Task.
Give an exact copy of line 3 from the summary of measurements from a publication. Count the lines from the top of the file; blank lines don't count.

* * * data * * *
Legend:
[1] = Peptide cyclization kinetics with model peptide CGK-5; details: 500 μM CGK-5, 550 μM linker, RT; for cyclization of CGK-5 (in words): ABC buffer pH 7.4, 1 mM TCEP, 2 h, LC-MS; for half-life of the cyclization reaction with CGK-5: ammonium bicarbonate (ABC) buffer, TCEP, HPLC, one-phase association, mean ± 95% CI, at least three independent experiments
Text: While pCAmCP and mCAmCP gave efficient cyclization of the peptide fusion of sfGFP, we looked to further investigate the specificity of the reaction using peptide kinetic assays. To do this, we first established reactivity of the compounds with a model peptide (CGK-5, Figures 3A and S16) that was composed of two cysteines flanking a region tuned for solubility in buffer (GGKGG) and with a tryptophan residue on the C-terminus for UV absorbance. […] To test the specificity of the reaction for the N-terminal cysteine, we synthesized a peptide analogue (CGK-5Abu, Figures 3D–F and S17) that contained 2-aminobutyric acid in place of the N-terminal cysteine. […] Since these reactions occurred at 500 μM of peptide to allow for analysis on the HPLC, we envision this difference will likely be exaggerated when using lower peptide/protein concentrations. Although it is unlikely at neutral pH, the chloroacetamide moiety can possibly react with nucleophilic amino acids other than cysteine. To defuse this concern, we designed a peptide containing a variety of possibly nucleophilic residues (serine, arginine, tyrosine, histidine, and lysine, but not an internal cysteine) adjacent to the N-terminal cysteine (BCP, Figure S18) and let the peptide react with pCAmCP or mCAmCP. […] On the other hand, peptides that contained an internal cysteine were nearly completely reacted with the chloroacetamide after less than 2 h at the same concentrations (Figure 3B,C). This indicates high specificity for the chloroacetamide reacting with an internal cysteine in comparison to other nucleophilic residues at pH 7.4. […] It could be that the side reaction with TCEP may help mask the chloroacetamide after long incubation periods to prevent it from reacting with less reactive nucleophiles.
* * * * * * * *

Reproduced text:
Text: While pCAmCP and mCAmCP gave efficient cyclization of the peptide fusion of sfGFP, we looked to further investigate the specificity of the reaction using peptide kinetic assays. To do this, we first established reactivity of the compounds with a model peptide (CGK-5, Figures 3A and S16) that was composed of two cysteines flanking a region tuned for solubility in buffer (GGKGG) and with a tryptophan residue on the C-terminus for UV absorbance. […] To test the specificity of the reaction for the N-terminal cysteine, we synthesized a peptide analogue (CGK-5Abu, Figures 3D–F and S17) that contained 2-aminobutyric acid in place of the N-terminal cysteine. […] Since these reactions occurred at 500 μM of peptide to allow for analysis on the HPLC, we envision this difference will likely be exaggerated when using lower peptide/protein concentrations. Although it is unlikely at neutral pH, the chloroacetamide moiety can possibly react with nucleophilic amino acids other than cysteine. To defuse this concern, we designed a peptide containing a variety of possibly nucleophilic residues (serine, arginine, tyrosine, histidine, and lysine, but not an internal cysteine) adjacent to the N-terminal cysteine (BCP, Figure S18) and let the peptide react with pCAmCP or mCAmCP. […] On the other hand, peptides that contained an internal cysteine were nearly completely reacted with the chloroacetamide after less than 2 h at the same concentrations (Figure 3B,C). This indicates high specificity for the chloroacetamide reacting with an internal cysteine in comparison to other nucleophilic residues at pH 7.4. […] It could be that the side reaction with TCEP may help mask the chloroacetamide after long incubation periods to prevent it from reacting with less reactive nucleophiles.